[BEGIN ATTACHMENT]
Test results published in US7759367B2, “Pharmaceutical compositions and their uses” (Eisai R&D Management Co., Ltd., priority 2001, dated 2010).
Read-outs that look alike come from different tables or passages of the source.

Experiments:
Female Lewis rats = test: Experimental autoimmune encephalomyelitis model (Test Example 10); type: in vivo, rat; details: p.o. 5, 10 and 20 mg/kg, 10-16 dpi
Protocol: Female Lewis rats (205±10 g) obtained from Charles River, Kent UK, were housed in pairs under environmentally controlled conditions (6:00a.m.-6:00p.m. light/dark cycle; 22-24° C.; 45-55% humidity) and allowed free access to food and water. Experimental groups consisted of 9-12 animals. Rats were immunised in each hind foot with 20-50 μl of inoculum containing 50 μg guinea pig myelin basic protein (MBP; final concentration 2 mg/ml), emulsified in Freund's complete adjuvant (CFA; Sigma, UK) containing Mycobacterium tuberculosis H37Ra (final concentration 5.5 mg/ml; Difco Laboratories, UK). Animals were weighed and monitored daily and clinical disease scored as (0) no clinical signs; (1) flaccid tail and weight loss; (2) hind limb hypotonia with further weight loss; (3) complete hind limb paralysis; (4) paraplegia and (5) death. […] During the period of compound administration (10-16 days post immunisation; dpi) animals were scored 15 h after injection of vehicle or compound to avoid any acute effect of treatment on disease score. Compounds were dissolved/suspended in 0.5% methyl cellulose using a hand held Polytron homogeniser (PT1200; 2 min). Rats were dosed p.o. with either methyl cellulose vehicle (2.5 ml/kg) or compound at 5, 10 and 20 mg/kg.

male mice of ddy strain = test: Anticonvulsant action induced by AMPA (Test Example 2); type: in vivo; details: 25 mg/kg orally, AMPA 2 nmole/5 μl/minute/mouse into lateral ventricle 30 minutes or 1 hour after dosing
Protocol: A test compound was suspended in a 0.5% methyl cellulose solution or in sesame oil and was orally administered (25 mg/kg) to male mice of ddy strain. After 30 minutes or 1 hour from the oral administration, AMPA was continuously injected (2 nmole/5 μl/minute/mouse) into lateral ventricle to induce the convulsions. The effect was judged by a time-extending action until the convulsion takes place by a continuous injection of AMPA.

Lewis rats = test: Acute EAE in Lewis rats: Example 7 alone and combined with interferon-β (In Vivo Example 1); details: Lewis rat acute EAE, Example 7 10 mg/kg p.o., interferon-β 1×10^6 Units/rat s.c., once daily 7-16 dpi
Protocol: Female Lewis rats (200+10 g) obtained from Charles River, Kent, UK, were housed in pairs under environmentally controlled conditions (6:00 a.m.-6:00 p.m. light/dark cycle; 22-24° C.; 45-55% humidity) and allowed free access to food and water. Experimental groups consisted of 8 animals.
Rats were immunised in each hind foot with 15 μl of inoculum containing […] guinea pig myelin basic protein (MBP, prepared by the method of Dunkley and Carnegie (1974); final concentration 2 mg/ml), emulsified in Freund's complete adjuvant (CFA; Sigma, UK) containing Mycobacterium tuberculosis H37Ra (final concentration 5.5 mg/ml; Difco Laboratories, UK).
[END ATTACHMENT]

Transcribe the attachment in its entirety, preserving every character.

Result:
Test results published in US7759367B2, “Pharmaceutical compositions and their uses” (Eisai R&D Management Co., Ltd., priority 2001, dated 2010).
Read-outs that look alike come from different tables or passages of the source.

Experiments:
Female Lewis rats = test: Experimental autoimmune encephalomyelitis model (Test Example 10); type: in vivo, rat; details: p.o. 5, 10 and 20 mg/kg, 10-16 dpi
Protocol: Female Lewis rats (205±10 g) obtained from Charles River, Kent UK, were housed in pairs under environmentally controlled conditions (6:00a.m.-6:00p.m. light/dark cycle; 22-24° C.; 45-55% humidity) and allowed free access to food and water. Experimental groups consisted of 9-12 animals. Rats were immunised in each hind foot with 20-50 μl of inoculum containing 50 μg guinea pig myelin basic protein (MBP; final concentration 2 mg/ml), emulsified in Freund's complete adjuvant (CFA; Sigma, UK) containing Mycobacterium tuberculosis H37Ra (final concentration 5.5 mg/ml; Difco Laboratories, UK). Animals were weighed and monitored daily and clinical disease scored as (0) no clinical signs; (1) flaccid tail and weight loss; (2) hind limb hypotonia with further weight loss; (3) complete hind limb paralysis; (4) paraplegia and (5) death. […] During the period of compound administration (10-16 days post immunisation; dpi) animals were scored 15 h after injection of vehicle or compound to avoid any acute effect of treatment on disease score. Compounds were dissolved/suspended in 0.5% methyl cellulose using a hand held Polytron homogeniser (PT1200; 2 min). Rats were dosed p.o. with either methyl cellulose vehicle (2.5 ml/kg) or compound at 5, 10 and 20 mg/kg.

male mice of ddy strain = test: Anticonvulsant action induced by AMPA (Test Example 2); type: in vivo; details: 25 mg/kg orally, AMPA 2 nmole/5 μl/minute/mouse into lateral ventricle 30 minutes or 1 hour after dosing
Protocol: A test compound was suspended in a 0.5% methyl cellulose solution or in sesame oil and was orally administered (25 mg/kg) to male mice of ddy strain. After 30 minutes or 1 hour from the oral administration, AMPA was continuously injected (2 nmole/5 μl/minute/mouse) into lateral ventricle to induce the convulsions. The effect was judged by a time-extending action until the convulsion takes place by a continuous injection of AMPA.

Lewis rats = test: Acute EAE in Lewis rats: Example 7 alone and combined with interferon-β (In Vivo Example 1); details: Lewis rat acute EAE, Example 7 10 mg/kg p.o., interferon-β 1×10^6 Units/rat s.c., once daily 7-16 dpi
Protocol: Female Lewis rats (200+10 g) obtained from Charles River, Kent, UK, were housed in pairs under environmentally controlled conditions (6:00 a.m.-6:00 p.m. light/dark cycle; 22-24° C.; 45-55% humidity) and allowed free access to food and water. Experimental groups consisted of 8 animals.
Rats were immunised in each hind foot with 15 μl of inoculum containing […] guinea pig myelin basic protein (MBP, prepared by the method of Dunkley and Carnegie (1974); final concentration 2 mg/ml), emulsified in Freund's complete adjuvant (CFA; Sigma, UK) containing Mycobacterium tuberculosis H37Ra (final concentration 5.5 mg/ml; Difco Laboratories, UK).